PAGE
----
Legislative Changes to New York's Data Breach Notification Laws

August 22, 2019 | Client Alerts
On July 25, 2019, Governor Andrew Cuomo signed legislation, The Stop Hacks and Improve Electronic Data Security Act (the "SHIELD" Act), that amends Section 899-aa of the New York General Business Law and adds a new section, Section 899-bb. This new law will take effect on March 21, 2020.

To view the amended Section 899-aa and the new Section 899-bb, click here .

Section 899-aa of the New York General Business Law controls the disclosures of any breach of data to New York residents.

To keep up with fast paced technological advancements, the SHIELD Act will impose stricter obligations on those who own or license computerized private data. Specifically, it requires a more stringent protocol when an individual's private information was, or is reasonably believed to have been, accessed without authorization.

The SHIELD Act redefines "Private Information" under Section 399-aa as "either: (i) personal information consisting of any information in combination with any one or more of the following data elements, when either the data element or the combination of personal information plus the data element is not encrypted, or is encrypted with an encryption key that has also been accessed or acquired: (1) social security number; (2) driver's license number or non-driver identification card number; (3) account number, credit or debit card number, in combination with any required security code, access code, password or other information that would permit access to an individual's financial account; (4) account number, credit or debit card number, if circumstances exist wherein such number could be used to access an individual's financial account without additional identifying information, security code, access code, or password; or (5) biometric information, meaning data generated by electronic measurements of an individual's unique physical characteristics, such as a fingerprint, voice print, retina or iris image, or other unique physical representation or digital representation of biometric data which are used to authenticate or ascertain the individual's identity; or (ii) a user name or e-mail address in combination with a password or security question and answer that would permit access to an online account."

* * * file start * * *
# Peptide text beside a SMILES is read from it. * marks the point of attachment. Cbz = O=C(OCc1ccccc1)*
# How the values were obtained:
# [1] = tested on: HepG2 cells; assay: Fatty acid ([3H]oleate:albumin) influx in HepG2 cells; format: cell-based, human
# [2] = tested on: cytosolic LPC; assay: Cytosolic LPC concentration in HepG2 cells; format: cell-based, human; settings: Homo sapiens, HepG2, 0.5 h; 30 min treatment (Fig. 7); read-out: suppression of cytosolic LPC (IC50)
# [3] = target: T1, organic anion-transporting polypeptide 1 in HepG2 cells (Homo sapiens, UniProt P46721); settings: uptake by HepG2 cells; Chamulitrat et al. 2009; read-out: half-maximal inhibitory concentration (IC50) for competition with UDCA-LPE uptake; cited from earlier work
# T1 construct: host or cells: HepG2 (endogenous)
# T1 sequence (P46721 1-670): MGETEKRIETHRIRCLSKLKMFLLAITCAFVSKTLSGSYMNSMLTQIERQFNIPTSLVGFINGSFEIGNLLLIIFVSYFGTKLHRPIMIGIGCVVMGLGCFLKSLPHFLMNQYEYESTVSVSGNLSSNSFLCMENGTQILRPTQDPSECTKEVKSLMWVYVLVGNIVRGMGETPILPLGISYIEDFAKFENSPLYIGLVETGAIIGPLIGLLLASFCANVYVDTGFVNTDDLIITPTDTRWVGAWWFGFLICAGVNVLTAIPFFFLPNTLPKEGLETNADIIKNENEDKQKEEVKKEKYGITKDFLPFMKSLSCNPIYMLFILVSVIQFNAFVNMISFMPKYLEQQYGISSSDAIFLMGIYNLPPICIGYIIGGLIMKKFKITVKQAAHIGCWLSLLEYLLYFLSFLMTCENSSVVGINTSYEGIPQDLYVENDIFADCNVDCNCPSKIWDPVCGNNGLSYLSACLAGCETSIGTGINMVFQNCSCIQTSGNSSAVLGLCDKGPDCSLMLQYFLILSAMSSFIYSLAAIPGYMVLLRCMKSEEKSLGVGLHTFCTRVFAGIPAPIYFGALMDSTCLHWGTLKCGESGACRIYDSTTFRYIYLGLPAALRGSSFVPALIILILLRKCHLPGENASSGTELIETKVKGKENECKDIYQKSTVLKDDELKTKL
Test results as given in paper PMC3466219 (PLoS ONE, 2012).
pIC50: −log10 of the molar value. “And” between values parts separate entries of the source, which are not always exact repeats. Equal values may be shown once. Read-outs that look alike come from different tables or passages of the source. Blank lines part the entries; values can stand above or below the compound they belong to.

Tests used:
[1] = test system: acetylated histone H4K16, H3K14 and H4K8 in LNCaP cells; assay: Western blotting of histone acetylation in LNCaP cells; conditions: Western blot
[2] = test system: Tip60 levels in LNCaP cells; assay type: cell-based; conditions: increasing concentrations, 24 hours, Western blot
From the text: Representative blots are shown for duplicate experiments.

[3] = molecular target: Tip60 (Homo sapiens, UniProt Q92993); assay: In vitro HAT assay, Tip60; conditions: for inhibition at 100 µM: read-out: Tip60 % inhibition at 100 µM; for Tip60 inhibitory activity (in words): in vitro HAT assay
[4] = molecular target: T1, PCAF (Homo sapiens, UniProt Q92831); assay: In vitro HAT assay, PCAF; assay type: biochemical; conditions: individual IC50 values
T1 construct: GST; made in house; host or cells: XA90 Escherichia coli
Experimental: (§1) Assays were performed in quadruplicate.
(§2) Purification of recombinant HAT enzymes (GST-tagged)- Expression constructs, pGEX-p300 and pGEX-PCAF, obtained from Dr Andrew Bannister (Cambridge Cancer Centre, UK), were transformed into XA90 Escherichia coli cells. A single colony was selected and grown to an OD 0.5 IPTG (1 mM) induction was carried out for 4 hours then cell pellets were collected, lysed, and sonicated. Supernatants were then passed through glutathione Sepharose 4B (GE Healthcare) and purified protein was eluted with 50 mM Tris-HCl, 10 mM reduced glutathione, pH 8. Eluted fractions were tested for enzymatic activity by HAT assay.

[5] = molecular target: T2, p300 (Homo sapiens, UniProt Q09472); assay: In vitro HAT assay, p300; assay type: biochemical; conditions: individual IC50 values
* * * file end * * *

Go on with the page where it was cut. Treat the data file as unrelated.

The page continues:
This change broadens the types of data that, if breached, triggers a notification requirement. Under the old definition, Private Information was considered only the first three of five data elements. The new definition of Private Information also triggers a breach so long as the information was accessed, regardless of any actual acquisition of private information. Under the old law, acquisition of information was required to constitute a breach. Additionally, Section 899-aa also enhances the disclosure requirements and procedures that must be followed when a breach has occurred.

Moreover, Section 899-aa now reaches beyond just those who conduct business in New York State. Any company that holds Private Information of a New York resident is subject to the notification requirements set forth in Section 899-aa.

The new Section 899-bb of the SHIELD Act creates considerable security requirements for those who hold private information of a New York resident.

To comply with Section 899-bb, those holding private information of a New York resident can either show that they are a "compliant regulated entity" or they can implement a data security program which implements strict safeguards identified in the statute. Section 899-bb defines what is it to be a "compliant regulated entity" which now extends the SHIELD Act to those in compliance with data security requirements of the Gramm-Leach-Bliley Act (GLBA), the Health Insurance Portability and Accountability Act (HIPAA), and the New York Department of Financial Services (DFS).

Furthermore, Section 899-bb tailors security requirements to the size and complexity of the company holding a customer's private information. Failure to comply with the requirements of Section 899-bb is a violation of New York's General Business Law Section 349, Deceptive Acts and Practices Unlawful.

To comply with the SHIELD Act, companies in possession of customers' private data will be required to update their safeguards against data breaches.

If you have any questions regarding this client alert, please contact Dennis C. Vacco, Team Leader of the Lippes Mathias Wexler Friedman LLP Government Investigations and Enforcement Actions Team dvacco@lippes.com or 716.853.5100 Ext.1255.
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